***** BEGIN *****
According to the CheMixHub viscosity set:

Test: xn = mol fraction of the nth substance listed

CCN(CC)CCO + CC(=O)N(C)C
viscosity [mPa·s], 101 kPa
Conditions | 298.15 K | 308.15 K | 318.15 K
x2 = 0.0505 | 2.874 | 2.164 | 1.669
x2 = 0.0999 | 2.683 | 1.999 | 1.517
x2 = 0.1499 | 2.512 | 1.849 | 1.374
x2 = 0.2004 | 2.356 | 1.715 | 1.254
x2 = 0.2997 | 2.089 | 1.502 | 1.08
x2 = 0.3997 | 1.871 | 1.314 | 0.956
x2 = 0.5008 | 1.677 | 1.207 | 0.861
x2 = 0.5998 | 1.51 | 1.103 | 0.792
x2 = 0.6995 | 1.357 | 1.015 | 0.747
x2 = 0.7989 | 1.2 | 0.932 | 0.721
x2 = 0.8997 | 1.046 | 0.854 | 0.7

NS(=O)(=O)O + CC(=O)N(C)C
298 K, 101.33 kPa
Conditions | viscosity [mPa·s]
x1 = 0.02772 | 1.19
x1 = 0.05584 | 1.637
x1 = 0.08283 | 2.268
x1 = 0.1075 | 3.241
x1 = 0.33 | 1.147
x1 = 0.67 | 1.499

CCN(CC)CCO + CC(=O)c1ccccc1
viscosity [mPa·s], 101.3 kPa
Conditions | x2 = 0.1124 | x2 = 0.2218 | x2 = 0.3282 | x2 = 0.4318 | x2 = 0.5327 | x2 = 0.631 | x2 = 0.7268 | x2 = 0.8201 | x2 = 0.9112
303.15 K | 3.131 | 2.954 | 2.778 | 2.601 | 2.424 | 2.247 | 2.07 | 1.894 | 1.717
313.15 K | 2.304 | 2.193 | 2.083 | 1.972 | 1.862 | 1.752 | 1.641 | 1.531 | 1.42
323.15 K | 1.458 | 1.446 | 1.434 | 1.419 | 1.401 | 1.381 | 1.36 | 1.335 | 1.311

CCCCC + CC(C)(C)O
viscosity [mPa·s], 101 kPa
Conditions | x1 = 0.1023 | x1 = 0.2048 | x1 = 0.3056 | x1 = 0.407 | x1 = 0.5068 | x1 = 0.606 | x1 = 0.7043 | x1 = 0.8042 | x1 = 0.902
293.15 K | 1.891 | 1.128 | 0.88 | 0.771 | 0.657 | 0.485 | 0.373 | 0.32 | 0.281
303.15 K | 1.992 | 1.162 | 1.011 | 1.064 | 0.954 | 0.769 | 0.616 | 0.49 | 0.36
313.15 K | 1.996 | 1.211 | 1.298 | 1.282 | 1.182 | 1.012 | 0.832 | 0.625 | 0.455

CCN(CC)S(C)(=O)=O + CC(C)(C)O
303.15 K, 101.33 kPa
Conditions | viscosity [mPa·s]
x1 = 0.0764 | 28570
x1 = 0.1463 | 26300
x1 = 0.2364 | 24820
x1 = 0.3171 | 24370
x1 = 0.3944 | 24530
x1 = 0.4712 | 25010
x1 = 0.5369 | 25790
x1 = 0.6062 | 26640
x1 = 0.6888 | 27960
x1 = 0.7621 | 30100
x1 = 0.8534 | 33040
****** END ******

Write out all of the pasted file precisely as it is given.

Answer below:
According to the CheMixHub viscosity set:

Test: xn = mol fraction of the nth substance listed

CCN(CC)CCO + CC(=O)N(C)C
viscosity [mPa·s], 101 kPa
Conditions | 298.15 K | 308.15 K | 318.15 K
x2 = 0.0505 | 2.874 | 2.164 | 1.669
x2 = 0.0999 | 2.683 | 1.999 | 1.517
x2 = 0.1499 | 2.512 | 1.849 | 1.374
x2 = 0.2004 | 2.356 | 1.715 | 1.254
x2 = 0.2997 | 2.089 | 1.502 | 1.08
x2 = 0.3997 | 1.871 | 1.314 | 0.956
x2 = 0.5008 | 1.677 | 1.207 | 0.861
x2 = 0.5998 | 1.51 | 1.103 | 0.792
x2 = 0.6995 | 1.357 | 1.015 | 0.747
x2 = 0.7989 | 1.2 | 0.932 | 0.721
x2 = 0.8997 | 1.046 | 0.854 | 0.7

NS(=O)(=O)O + CC(=O)N(C)C
298 K, 101.33 kPa
Conditions | viscosity [mPa·s]
x1 = 0.02772 | 1.19
x1 = 0.05584 | 1.637
x1 = 0.08283 | 2.268
x1 = 0.1075 | 3.241
x1 = 0.33 | 1.147
x1 = 0.67 | 1.499

CCN(CC)CCO + CC(=O)c1ccccc1
viscosity [mPa·s], 101.3 kPa
Conditions | x2 = 0.1124 | x2 = 0.2218 | x2 = 0.3282 | x2 = 0.4318 | x2 = 0.5327 | x2 = 0.631 | x2 = 0.7268 | x2 = 0.8201 | x2 = 0.9112
303.15 K | 3.131 | 2.954 | 2.778 | 2.601 | 2.424 | 2.247 | 2.07 | 1.894 | 1.717
313.15 K | 2.304 | 2.193 | 2.083 | 1.972 | 1.862 | 1.752 | 1.641 | 1.531 | 1.42
323.15 K | 1.458 | 1.446 | 1.434 | 1.419 | 1.401 | 1.381 | 1.36 | 1.335 | 1.311

CCCCC + CC(C)(C)O
viscosity [mPa·s], 101 kPa
Conditions | x1 = 0.1023 | x1 = 0.2048 | x1 = 0.3056 | x1 = 0.407 | x1 = 0.5068 | x1 = 0.606 | x1 = 0.7043 | x1 = 0.8042 | x1 = 0.902
293.15 K | 1.891 | 1.128 | 0.88 | 0.771 | 0.657 | 0.485 | 0.373 | 0.32 | 0.281
303.15 K | 1.992 | 1.162 | 1.011 | 1.064 | 0.954 | 0.769 | 0.616 | 0.49 | 0.36
313.15 K | 1.996 | 1.211 | 1.298 | 1.282 | 1.182 | 1.012 | 0.832 | 0.625 | 0.455

CCN(CC)S(C)(=O)=O + CC(C)(C)O
303.15 K, 101.33 kPa
Conditions | viscosity [mPa·s]
x1 = 0.0764 | 28570
x1 = 0.1463 | 26300
x1 = 0.2364 | 24820
x1 = 0.3171 | 24370
x1 = 0.3944 | 24530
x1 = 0.4712 | 25010
x1 = 0.5369 | 25790
x1 = 0.6062 | 26640
x1 = 0.6888 | 27960
x1 = 0.7621 | 30100
x1 = 0.8534 | 33040